Soundtrack review : King Kong (John Barry – 1976)
The 1976 version of “King Kong”, the one that launched Jessica Lange’s career, has a special little room inside my heart. I saw this movie when I was a kid, in Pitesti, with my best friend, in one of the four cinemas we had there. We went alone (both our grandparents lived close to the theater), even if we were 7 or 8 years old, and we got really invested in the movie. At the end we were really hoping Kong would make it and we got very vocal and upset with the moustache man who killed him. As we were getting out of the cinema, still upset, an old man who was just getting up told us, on a grandfatherly tone, to not take this too heart so much because it was just a movie.
Whenever I hear a John Barry cue like “Maybe my luck has changed” I wonder if he is the most romantic composer ever. There are moments when he beats even Ennio Morricone at writing sweeping, heartwarming tracks. I think even il grande maestro takes a little more time to develop romance in his cues…But with John Barry, from the first five seconds I get a tingling in my stomach and the sensation that I’m falling into a beautiful relaxing dream, a vacation where nothing can bother me, a fantasy land. Yes, even on King Kong…John Barry has a calming and hypnotic effect on me…As I am listening to a cue like ”Arthusa”, I imagine myself as the calm little center of the universe: whatever happens around me, I’m in my little invisible cocoon, with a smile on my face that nobody understands.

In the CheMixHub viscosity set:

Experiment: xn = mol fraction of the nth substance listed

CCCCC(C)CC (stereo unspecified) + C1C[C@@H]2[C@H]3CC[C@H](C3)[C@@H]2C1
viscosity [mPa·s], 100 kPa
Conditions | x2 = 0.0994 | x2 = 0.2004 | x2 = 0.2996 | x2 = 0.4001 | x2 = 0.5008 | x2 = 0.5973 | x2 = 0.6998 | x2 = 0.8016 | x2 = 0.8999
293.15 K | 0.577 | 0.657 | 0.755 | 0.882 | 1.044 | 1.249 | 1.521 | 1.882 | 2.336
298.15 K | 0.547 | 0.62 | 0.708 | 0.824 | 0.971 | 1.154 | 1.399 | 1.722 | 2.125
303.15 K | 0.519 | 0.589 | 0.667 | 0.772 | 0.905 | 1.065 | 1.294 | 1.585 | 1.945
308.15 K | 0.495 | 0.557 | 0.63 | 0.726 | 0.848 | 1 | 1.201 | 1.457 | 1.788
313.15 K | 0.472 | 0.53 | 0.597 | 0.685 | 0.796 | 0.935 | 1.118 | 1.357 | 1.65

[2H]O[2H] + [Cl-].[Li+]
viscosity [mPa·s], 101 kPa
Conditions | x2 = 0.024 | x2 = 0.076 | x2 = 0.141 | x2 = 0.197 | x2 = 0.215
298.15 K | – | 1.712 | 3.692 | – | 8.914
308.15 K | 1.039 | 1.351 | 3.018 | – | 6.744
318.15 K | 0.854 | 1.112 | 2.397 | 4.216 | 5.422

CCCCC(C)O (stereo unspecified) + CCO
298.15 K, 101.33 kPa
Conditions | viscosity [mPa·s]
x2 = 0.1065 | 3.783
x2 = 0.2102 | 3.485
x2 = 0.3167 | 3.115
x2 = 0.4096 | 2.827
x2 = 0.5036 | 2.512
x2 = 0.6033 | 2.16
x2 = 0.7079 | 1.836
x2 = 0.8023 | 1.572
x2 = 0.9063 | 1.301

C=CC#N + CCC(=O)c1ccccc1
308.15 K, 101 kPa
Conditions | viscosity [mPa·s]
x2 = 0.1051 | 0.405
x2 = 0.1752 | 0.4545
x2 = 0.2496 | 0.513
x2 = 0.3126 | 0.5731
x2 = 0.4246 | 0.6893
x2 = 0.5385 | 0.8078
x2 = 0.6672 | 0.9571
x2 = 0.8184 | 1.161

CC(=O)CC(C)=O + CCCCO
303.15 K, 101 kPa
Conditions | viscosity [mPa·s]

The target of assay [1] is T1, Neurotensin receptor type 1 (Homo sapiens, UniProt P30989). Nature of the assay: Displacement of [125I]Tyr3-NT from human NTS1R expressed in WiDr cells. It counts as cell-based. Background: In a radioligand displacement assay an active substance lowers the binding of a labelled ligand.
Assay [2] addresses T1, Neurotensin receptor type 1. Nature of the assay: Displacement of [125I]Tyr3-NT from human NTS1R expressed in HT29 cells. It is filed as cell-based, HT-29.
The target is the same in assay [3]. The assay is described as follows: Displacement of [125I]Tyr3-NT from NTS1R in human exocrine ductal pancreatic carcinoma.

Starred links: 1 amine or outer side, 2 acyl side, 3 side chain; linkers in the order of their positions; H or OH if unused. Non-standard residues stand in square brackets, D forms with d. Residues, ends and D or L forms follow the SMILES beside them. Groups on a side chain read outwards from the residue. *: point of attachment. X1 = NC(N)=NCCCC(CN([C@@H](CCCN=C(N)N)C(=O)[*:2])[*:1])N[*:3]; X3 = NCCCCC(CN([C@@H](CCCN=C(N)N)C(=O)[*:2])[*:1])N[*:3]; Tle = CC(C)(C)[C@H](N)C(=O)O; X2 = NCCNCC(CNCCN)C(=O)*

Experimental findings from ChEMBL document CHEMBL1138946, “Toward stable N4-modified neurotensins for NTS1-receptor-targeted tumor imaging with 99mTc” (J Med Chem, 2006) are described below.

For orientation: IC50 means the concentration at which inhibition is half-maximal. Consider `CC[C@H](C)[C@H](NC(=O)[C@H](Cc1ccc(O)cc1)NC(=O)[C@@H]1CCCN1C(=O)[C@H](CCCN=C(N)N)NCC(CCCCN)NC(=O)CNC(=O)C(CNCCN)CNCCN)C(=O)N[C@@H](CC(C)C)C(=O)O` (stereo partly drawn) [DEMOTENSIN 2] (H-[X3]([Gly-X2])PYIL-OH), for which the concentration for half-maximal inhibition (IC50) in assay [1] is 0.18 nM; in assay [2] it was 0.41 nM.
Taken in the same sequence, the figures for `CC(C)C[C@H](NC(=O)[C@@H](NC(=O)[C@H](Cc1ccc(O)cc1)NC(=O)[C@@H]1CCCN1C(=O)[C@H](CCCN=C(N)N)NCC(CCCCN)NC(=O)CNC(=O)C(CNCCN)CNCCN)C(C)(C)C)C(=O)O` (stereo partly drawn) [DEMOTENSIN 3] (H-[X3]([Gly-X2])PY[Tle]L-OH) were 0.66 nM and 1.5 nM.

In a strange way, the brilliance of John Barry’s ”King Kong” makes me appreciate even more (if it were possible) James Newton Howard’s memorable composition 30 years later. I think they saw the character and story in a similar manner. Barry’s “Beauty is a beast” sounds like an older incarnation of “Beauty stayed his hand” from the 2005 score.
The menacing and tense cues are just as beautiful. “Incomprehensible captivity” has a sound that takes me right back to the dramas of the 50s or 60s. The heavy brass and the strings have a fascinating dialogue. “King Kong hits the Big Apple” is a glamorous funky track, the only one that breaks the rhythm of the score.
“King King” is a beautiful composition, one I never get tired of. I always anticipate the final cue, where we can hear Kong’s powerful heartbeat. And I remember again that I was very upset when his heart stopped beating.
Cue rating: 83 / 100
Total minutes of excellence: 27 / 42
Album excellence: 63%
Maybe My Luck Has Changed
Arrival on the Island
Full Moon Domain – Beauty Is a Beast
Breakout to Captivity
The End Is at Hand